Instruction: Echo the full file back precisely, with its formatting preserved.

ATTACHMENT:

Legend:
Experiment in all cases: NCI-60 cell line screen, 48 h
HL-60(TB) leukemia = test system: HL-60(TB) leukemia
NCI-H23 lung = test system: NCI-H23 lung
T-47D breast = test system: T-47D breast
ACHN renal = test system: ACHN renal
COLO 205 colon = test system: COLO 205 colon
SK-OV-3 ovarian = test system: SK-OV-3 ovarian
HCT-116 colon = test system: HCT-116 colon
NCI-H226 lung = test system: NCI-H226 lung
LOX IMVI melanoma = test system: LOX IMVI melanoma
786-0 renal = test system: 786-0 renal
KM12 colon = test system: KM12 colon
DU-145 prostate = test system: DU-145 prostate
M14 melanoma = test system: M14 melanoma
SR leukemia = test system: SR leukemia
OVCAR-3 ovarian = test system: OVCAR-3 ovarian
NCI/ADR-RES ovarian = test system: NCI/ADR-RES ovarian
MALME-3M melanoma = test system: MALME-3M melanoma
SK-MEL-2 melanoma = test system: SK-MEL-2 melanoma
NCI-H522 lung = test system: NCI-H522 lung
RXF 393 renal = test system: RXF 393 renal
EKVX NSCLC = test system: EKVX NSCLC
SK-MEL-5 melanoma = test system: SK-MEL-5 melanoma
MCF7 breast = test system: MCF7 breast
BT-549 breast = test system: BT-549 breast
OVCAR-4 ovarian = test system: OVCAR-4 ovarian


Legend:
Experiment in all cases: NCI-60 cell line screen, 48 h
HL-60(TB) leukemia = test system: HL-60(TB) leukemia
NCI-H23 lung = test system: NCI-H23 lung
T-47D breast = test system: T-47D breast
ACHN renal = test system: ACHN renal
COLO 205 colon = test system: COLO 205 colon
SK-OV-3 ovarian = test system: SK-OV-3 ovarian
HCT-116 colon = test system: HCT-116 colon
NCI-H226 lung = test system: NCI-H226 lung
LOX IMVI melanoma = test system: LOX IMVI melanoma
786-0 renal = test system: 786-0 renal
KM12 colon = test system: KM12 colon
DU-145 prostate = test system: DU-145 prostate
M14 melanoma = test system: M14 melanoma
SR leukemia = test system: SR leukemia
OVCAR-3 ovarian = test system: OVCAR-3 ovarian
NCI/ADR-RES ovarian = test system: NCI/ADR-RES ovarian
MALME-3M melanoma = test system: MALME-3M melanoma
SK-MEL-2 melanoma = test system: SK-MEL-2 melanoma
NCI-H522 lung = test system: NCI-H522 lung
RXF 393 renal = test system: RXF 393 renal
EKVX NSCLC = test system: EKVX NSCLC
SK-MEL-5 melanoma = test system: SK-MEL-5 melanoma
MCF7 breast = test system: MCF7 breast
BT-549 breast = test system: BT-549 breast
OVCAR-4 ovarian = test system: OVCAR-4 ovarian